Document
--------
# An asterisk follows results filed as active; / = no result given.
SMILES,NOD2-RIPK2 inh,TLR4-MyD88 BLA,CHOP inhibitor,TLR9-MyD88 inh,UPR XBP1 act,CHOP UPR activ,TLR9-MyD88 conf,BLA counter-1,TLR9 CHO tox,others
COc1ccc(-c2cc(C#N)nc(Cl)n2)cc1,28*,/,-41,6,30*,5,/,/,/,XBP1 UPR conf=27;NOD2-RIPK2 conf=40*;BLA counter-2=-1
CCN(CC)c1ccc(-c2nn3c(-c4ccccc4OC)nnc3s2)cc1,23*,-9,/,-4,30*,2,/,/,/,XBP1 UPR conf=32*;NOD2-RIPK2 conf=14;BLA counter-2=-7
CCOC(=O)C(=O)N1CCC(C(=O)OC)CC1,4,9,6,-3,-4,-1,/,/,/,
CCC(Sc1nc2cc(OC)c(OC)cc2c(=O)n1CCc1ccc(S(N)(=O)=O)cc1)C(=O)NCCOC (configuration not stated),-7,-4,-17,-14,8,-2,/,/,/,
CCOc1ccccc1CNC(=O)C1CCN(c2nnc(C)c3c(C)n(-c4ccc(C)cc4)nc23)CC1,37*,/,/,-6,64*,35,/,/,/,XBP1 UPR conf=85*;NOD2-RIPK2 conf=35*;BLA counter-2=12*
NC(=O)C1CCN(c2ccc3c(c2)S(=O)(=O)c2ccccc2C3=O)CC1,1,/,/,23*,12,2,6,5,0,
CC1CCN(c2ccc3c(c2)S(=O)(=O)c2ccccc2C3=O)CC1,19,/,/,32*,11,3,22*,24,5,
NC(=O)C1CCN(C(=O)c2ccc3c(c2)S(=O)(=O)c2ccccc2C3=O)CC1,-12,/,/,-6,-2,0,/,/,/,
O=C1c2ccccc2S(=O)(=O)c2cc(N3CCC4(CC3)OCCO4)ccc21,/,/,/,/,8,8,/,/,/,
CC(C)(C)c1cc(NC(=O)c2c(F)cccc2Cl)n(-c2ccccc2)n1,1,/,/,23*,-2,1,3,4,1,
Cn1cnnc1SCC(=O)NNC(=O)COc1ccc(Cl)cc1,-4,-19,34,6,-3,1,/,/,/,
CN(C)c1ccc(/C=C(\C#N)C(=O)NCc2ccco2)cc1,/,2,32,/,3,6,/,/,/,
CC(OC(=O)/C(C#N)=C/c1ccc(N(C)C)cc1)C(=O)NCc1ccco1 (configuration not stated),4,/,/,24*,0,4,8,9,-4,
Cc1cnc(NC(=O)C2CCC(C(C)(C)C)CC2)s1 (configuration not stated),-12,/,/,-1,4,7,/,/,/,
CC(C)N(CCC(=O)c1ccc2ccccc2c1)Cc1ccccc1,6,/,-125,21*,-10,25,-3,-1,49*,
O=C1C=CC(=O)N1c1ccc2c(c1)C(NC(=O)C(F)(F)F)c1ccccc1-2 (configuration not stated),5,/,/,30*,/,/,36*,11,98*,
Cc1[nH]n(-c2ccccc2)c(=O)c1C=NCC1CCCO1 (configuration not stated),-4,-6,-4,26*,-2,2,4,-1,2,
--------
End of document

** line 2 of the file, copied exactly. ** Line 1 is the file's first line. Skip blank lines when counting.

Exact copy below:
SMILES,NOD2-RIPK2 inh,TLR4-MyD88 BLA,CHOP inhibitor,TLR9-MyD88 inh,UPR XBP1 act,CHOP UPR activ,TLR9-MyD88 conf,BLA counter-1,TLR9 CHO tox,others